On April 15 the requirements of the European directive on late payments were transposed into Estonian law and the amendments to the Law of Obligations Act came to force. The purpose of the directive is to make the life of a debtor uncomfortable. This is a positive development for Estonian entrepreneurs, because it strengthens the position of creditors in the communication with debtors among companies and public departments.
Pursuant to the amended act, entrepreneurs have to pay for invoices within 60 days and state agencies within 30 days. The time-limit for the reception and examination of delivered goods or services mustn’t exceed 30 days. Special agreements between entrepreneurs (for example longer payment deadlines) are allowed, if these are written down explicitly, i.e. customary practice between entrepreneurs must be in accordance with law. The agreement must not be exceedingly unfair to debtors and of course the principles of good faith and reasonableness must be followed.
As a rule state departments and local authorities (i.e. the contracting authorities in the meaning of Public Procurement Act) are not allowed to agree on longer payment deadlines. As an exception the 60 day payment deadline may objectively derive from the nature or special features of the contract. For example, state departments whose economic activities have industrial or commercial nature or provide duly recognized health care services (for example Estonian Public Broadcasting, universities and Estonian Health Insurance Fund) may extend payment deadlines.
The rate of interest also increases by one to 8,75 percent (i.e. to 8 percent, to which the interest rate determined by European Central Bank is added, which is 0,75 percent at the moment). Entrepreneurs may agree on higher and lower interest rates, but in the case of late payments, the lowest interest state agencies are allowed to pay is prescribed by the law. A higher interest rate also applies to consumers, but it is allowed to agree on a lower interest rate or not to demand interest from consumers at all.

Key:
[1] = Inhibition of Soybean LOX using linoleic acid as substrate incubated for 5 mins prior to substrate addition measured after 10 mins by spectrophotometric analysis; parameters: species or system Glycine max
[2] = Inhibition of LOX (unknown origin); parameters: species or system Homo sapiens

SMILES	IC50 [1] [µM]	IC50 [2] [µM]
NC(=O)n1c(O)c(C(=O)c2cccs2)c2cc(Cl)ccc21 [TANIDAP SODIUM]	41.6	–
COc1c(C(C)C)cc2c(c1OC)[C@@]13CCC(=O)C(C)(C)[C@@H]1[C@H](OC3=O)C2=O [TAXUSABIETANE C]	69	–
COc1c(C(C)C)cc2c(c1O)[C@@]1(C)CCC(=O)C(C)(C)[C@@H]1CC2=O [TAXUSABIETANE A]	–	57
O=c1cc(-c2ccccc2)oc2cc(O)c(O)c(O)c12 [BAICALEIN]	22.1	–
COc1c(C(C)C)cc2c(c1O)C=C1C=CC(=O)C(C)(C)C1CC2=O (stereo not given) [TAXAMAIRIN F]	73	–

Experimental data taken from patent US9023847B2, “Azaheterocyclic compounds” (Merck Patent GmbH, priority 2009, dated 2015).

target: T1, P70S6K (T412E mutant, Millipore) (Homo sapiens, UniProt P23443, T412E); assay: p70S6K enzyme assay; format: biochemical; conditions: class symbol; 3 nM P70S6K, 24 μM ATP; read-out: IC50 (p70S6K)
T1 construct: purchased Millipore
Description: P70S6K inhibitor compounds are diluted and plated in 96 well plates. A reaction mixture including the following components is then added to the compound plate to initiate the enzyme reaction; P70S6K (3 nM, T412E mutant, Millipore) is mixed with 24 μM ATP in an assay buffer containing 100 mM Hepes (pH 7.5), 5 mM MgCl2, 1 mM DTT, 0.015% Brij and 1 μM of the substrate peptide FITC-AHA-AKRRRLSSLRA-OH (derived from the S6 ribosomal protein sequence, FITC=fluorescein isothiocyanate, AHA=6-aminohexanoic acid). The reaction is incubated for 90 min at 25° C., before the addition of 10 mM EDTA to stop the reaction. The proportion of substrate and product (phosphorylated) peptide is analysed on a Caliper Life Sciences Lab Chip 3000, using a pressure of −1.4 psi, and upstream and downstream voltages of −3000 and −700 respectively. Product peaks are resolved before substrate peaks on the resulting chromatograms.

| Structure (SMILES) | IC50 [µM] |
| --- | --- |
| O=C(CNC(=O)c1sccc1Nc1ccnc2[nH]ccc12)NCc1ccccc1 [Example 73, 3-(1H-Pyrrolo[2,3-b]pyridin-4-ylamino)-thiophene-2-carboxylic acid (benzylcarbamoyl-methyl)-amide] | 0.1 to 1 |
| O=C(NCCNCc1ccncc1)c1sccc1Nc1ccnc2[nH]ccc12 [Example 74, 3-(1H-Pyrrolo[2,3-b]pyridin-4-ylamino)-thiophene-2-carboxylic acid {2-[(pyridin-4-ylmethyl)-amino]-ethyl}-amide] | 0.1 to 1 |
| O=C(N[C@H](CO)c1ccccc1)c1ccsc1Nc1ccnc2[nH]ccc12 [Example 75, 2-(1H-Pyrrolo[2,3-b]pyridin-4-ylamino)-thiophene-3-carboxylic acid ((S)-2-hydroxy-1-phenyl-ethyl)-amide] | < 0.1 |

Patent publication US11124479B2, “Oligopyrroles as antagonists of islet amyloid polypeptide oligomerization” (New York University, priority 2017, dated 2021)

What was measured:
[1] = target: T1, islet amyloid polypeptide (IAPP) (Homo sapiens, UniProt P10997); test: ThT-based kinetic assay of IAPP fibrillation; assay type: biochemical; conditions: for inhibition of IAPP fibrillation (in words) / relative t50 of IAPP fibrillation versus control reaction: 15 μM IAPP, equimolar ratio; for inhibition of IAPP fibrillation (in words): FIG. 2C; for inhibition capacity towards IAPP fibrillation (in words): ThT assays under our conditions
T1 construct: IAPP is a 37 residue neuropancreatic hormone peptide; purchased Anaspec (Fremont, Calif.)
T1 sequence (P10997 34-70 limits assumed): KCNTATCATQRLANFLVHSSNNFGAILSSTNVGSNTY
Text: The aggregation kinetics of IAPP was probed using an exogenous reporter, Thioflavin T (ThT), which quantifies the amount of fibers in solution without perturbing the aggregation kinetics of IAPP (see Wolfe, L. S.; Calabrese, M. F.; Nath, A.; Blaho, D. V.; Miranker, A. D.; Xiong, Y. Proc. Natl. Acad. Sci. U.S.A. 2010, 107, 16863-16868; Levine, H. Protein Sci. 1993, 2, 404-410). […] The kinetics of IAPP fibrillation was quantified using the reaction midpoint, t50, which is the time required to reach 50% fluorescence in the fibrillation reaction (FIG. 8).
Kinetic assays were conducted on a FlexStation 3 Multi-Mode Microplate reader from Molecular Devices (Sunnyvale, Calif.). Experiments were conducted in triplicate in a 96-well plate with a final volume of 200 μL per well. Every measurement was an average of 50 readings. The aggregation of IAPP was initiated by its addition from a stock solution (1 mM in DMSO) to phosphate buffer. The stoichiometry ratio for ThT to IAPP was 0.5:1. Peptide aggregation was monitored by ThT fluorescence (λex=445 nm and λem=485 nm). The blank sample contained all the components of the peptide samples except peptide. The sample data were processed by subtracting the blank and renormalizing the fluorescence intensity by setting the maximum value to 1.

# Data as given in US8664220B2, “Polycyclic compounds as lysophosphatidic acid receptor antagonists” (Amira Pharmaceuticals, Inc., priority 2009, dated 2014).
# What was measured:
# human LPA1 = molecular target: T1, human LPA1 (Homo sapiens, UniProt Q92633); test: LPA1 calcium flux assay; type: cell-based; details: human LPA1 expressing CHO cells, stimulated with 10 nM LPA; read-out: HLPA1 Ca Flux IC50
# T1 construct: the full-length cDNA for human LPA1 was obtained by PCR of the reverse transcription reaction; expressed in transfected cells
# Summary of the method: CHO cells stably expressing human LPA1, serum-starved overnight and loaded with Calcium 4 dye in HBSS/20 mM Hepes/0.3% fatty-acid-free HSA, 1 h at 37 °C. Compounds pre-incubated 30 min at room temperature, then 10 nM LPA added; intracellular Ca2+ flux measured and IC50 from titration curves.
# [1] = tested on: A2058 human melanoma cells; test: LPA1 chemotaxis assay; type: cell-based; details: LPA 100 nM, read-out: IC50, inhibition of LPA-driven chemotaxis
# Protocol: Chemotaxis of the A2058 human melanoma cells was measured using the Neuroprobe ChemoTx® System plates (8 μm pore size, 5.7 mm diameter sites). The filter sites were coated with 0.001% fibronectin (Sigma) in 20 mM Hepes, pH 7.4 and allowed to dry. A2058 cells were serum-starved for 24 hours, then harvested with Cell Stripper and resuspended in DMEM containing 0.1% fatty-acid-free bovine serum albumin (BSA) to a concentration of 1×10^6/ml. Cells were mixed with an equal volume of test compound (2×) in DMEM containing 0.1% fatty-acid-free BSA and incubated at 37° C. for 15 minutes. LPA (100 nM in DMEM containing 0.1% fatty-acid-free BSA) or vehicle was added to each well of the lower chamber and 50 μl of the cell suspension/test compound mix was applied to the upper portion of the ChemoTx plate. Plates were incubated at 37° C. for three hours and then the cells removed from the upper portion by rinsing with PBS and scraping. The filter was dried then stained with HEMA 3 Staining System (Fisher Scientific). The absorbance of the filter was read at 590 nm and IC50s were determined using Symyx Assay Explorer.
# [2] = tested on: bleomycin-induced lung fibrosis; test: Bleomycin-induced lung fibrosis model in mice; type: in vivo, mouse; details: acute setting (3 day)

Requirements of the directive simplify the life of entrepreneurs by giving them an opportunity to demand a minimum of EUR 40 as collection costs for every late payment. Costs that might occur and exceed the EUR 40 rate, are also collectable if they are reasonable. Therefore the burden of proof for creditors decreases. When concluding a schedule of payments, a reasonable interest, which should be similar to the penalty of late payment, needs to be added. There isn’t a requirement to send a prior notice to the debtor when demanding interests or collection costs.
Entrepreneurs must bear in mind that interests, costs of collection nor a penalty of late payment can be demanded on penalties of late payments and damages.
Taken into account, that all EU member states must transpose the requirements deriving from the directive, the rights of creditors will soon be identically protected all over Europe.